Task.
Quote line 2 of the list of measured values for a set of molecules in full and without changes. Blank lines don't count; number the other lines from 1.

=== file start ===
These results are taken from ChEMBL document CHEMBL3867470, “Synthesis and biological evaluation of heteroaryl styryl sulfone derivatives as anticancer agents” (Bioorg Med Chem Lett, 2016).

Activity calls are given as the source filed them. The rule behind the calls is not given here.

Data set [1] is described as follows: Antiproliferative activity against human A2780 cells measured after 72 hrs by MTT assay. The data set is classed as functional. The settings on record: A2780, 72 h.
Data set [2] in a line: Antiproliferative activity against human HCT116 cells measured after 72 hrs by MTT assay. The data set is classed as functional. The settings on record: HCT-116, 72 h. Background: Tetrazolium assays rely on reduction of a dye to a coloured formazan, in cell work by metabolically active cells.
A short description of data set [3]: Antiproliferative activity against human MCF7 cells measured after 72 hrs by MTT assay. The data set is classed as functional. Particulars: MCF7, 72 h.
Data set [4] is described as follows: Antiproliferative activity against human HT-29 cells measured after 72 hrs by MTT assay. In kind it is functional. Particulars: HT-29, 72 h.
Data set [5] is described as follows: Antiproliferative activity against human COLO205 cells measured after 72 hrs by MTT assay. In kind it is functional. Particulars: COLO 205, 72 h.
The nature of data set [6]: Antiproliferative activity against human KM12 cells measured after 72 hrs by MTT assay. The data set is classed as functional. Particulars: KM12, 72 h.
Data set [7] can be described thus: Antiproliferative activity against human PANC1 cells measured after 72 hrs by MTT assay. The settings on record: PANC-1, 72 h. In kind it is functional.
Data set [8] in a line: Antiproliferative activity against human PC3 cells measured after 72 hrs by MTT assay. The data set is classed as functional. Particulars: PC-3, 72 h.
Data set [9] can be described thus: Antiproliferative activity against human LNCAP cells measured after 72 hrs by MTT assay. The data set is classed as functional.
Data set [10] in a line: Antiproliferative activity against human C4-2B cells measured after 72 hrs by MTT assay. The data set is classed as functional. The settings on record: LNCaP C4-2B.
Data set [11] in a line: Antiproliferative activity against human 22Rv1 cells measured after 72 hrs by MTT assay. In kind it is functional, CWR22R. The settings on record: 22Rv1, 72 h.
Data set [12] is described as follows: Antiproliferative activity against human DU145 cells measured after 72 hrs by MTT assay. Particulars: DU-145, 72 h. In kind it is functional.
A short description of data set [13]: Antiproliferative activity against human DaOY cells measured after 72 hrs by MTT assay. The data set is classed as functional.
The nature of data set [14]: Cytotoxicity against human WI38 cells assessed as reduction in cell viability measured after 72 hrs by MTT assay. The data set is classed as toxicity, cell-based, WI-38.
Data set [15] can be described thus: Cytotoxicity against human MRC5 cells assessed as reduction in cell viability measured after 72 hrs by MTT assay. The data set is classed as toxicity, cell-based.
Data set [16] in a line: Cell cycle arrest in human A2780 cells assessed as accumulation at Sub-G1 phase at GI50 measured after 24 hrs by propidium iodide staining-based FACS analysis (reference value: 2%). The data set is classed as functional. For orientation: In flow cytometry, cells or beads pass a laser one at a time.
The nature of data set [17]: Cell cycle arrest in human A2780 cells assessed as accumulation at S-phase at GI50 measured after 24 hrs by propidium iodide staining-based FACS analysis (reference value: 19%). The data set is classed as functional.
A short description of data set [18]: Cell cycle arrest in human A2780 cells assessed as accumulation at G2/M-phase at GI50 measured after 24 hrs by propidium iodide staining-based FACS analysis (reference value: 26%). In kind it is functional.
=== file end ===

Activity calls are given as the source filed them. The rule behind the calls is not given here.